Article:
1. I completely agree with you on the animation. I don’t read the manga but it would be great to see a second season that answers the left over questions. With the manga ending I could see this happening. I liked Yagi going to drink at the tavern at the end.

  2. It was a nice show, but I really didn’t think of it as one that you would look forward to watching through the week. I thought the animation and drawing was beautiful, though for some reason I felt somewhat slow watching this. Although I knew it was going to be a nicely paced Seinen genre anime, it felt it didn’t reach my expectations of the series. However, they were ridiculously HUGE expectations, especially Samurai Champloo was one of the coolest and unique series out there and had some of the funniest scenes I’ve ever seen, so naturally the extremely laid back pace came as shock. Although the series didn’t reach my expectations, I still enjoyed the ride all throughout.

  3. ZZZzzzzzz ZZZZZzzzzzzzz ZZZzzzZZZ……..ZZZZZzzzz…uuuuH!!! mmmhaaaa!!! what?!?!……..oh. it’s over? WOW! this series plus my new recliner equa…’s… ZZZZZzzzzz…. BUT SERIOUSLY! if i came away with one thing from this series it would be that i discovered something about myself. i discovered that accordion music with an Italian motif puts me to sleep faster than 2 ambien with a malt-liquor chaser. thanks fo the blog D, if not i prob wouldn’t have gotten back into it.

    BROOKLYN otaku
  4. To tell you the truth, I was quite disappointed with the ending. But I really like the rest of the episodes. Of course if the manga still continues from this point, then I’ll have nothing to complain. I should read the manga if there isn’ going to be a season 2.

  5. I can understand why a lot of traditionalist anime viewers would be turned of by this series, but I wholeheartedly enjoyed it. It’s a very different experience from most animes, but as divine stated it’s a great anime for those that enjoy a slow and steady kind of pace might find the same kind of enjoyment from this series as I have. I also like how the character design were different and noncartoon-like , but also nonrealistic. All the visuals despite the character designs are breathtaking to the smallest detail and all the lighting and landscape was drawn not only realistically, but had a very artistic feel to it. Every scene felt like it could’ve been a painting by itself.

  6. Best show of last season.
    Like I mentioned before, a case study in plot-pacing. Thank you for covering this.

    Too bad this season seems full of moefag or brain-cell-killing harem shite. >_<

  7. It was a slow but nice ride 😀 I like how it ended too.

    One part I didn’t quite understand – why did Jin say that Yaichi will be killed if he told him the truth? Was that because Yaichi/Seinoshin would go back to the real Yaichi, and end up gettig killed? Or will the boss of Bakuro kill Yaichi/Seinoshin if he found out?

    I felt really sorry for Jin; he seemed like a good guy underneath and he had loads of reasons to kill Seinoshin, but he still didn’t go insane about Seinoshin at the sight of him. Though there’s not much time left, but I was slightly disappointed that viewers didn’t have enough time to connect with his death before moving on. There were a few unanswered questions (from my perspective), like why Yaichi/Seinoshin decided to sell out the gang. Though he wasn’t there by choice, it didn’t seem like they mistreated him either.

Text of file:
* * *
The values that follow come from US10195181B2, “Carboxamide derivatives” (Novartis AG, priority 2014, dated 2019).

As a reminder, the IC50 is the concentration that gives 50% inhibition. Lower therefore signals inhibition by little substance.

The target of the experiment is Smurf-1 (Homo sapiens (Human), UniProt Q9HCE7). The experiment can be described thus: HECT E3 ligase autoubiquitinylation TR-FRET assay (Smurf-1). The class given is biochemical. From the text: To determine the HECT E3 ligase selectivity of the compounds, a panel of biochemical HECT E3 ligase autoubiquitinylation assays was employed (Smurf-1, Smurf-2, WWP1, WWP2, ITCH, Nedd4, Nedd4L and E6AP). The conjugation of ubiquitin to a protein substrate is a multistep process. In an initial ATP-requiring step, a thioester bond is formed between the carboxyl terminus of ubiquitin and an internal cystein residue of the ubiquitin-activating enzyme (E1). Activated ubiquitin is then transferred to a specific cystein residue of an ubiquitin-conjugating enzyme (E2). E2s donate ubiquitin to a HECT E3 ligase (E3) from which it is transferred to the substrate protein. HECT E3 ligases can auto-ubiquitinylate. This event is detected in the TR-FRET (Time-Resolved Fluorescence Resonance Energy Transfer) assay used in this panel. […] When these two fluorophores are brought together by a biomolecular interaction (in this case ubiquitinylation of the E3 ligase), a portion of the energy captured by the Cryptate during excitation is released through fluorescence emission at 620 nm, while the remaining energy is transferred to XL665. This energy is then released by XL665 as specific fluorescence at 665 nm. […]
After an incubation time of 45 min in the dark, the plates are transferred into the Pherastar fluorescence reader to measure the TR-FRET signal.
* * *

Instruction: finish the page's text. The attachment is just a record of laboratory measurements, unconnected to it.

1. Yeah. They made him their bro and everything. I was sad when Jin died! Especially since his last line was about Sei’s well being. I think he meant that if Sei went back… they’d just kill him another way. Maybe have him fall down a well like Yaichi. =P

    2. The less is explained, more powerful the impact.

      To answer your “unanswered question,” imagine the betrayal Seinoshin as a kid must’ve felt, believing that his most (and only) trusted person in the world sold him out to die. The kindness of Jin wouldn’t really matter much. Betraying those who took him under their wing could’ve been a way of lashing out, a way of misguided revenge. That’s my take on it anyway.

      Following through the character study of Yaichi was so enjoyable. I wish similar level of depth and complexity were afforded to the back stories of Ume and Matsu.

  8. I just realized something… this post for Sarai-ya Goyou has the maximum number of comments compared to the others! 😀
    Well to be honest, I tried to like this series, I really did. But the whole thing started going downhill after Episode 6. This series got so slow that I don’t even have the mood to watch the final Episode! Not many people’ll buy this on the DVD/BD, so I guess there’s little to no hope for Season 2.
    By the way Divine, are you going to blog Setokai Yakuindomo?

  9. One of my favorite series this season. I loved the ink-like art, the music, the story, the random way each episode was named and who am I kidding I loved Masa over it all. Who wouldn’t feel for a “hero” with an expression of kicked puppy? Good observation about Jin, he cared about the memebers of his gang, Seinoshin included, and the fact Seinoshin wasn’t killed is an outcome of his deliberate revelation that Yaichi hadn’t been involved in Seinshin abduction.